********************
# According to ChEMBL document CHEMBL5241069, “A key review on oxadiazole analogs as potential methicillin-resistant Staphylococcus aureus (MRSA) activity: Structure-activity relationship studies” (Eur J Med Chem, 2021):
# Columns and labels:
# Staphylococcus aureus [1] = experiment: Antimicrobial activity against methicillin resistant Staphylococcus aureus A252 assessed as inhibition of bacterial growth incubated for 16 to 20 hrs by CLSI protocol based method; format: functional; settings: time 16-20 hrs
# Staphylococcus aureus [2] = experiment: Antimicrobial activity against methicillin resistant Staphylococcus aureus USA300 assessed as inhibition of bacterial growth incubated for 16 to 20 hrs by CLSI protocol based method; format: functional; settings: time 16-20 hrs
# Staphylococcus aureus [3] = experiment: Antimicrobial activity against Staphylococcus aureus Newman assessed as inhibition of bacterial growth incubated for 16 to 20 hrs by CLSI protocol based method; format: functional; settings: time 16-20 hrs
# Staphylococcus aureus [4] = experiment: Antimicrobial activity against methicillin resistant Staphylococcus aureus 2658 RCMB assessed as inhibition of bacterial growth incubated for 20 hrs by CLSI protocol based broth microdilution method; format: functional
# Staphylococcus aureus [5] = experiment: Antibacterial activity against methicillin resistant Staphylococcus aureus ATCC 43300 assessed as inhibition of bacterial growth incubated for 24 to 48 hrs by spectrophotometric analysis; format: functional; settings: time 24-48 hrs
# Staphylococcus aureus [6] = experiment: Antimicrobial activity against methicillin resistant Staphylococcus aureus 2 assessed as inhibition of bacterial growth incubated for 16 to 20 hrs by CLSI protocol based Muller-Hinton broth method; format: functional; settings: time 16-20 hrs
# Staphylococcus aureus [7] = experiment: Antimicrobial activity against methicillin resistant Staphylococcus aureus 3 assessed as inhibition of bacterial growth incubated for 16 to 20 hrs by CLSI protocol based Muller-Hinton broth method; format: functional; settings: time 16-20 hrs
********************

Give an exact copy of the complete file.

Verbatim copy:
# According to ChEMBL document CHEMBL5241069, “A key review on oxadiazole analogs as potential methicillin-resistant Staphylococcus aureus (MRSA) activity: Structure-activity relationship studies” (Eur J Med Chem, 2021):
# Columns and labels:
# Staphylococcus aureus [1] = experiment: Antimicrobial activity against methicillin resistant Staphylococcus aureus A252 assessed as inhibition of bacterial growth incubated for 16 to 20 hrs by CLSI protocol based method; format: functional; settings: time 16-20 hrs
# Staphylococcus aureus [2] = experiment: Antimicrobial activity against methicillin resistant Staphylococcus aureus USA300 assessed as inhibition of bacterial growth incubated for 16 to 20 hrs by CLSI protocol based method; format: functional; settings: time 16-20 hrs
# Staphylococcus aureus [3] = experiment: Antimicrobial activity against Staphylococcus aureus Newman assessed as inhibition of bacterial growth incubated for 16 to 20 hrs by CLSI protocol based method; format: functional; settings: time 16-20 hrs
# Staphylococcus aureus [4] = experiment: Antimicrobial activity against methicillin resistant Staphylococcus aureus 2658 RCMB assessed as inhibition of bacterial growth incubated for 20 hrs by CLSI protocol based broth microdilution method; format: functional
# Staphylococcus aureus [5] = experiment: Antibacterial activity against methicillin resistant Staphylococcus aureus ATCC 43300 assessed as inhibition of bacterial growth incubated for 24 to 48 hrs by spectrophotometric analysis; format: functional; settings: time 24-48 hrs
# Staphylococcus aureus [6] = experiment: Antimicrobial activity against methicillin resistant Staphylococcus aureus 2 assessed as inhibition of bacterial growth incubated for 16 to 20 hrs by CLSI protocol based Muller-Hinton broth method; format: functional; settings: time 16-20 hrs
# Staphylococcus aureus [7] = experiment: Antimicrobial activity against methicillin resistant Staphylococcus aureus 3 assessed as inhibition of bacterial growth incubated for 16 to 20 hrs by CLSI protocol based Muller-Hinton broth method; format: functional; settings: time 16-20 hrs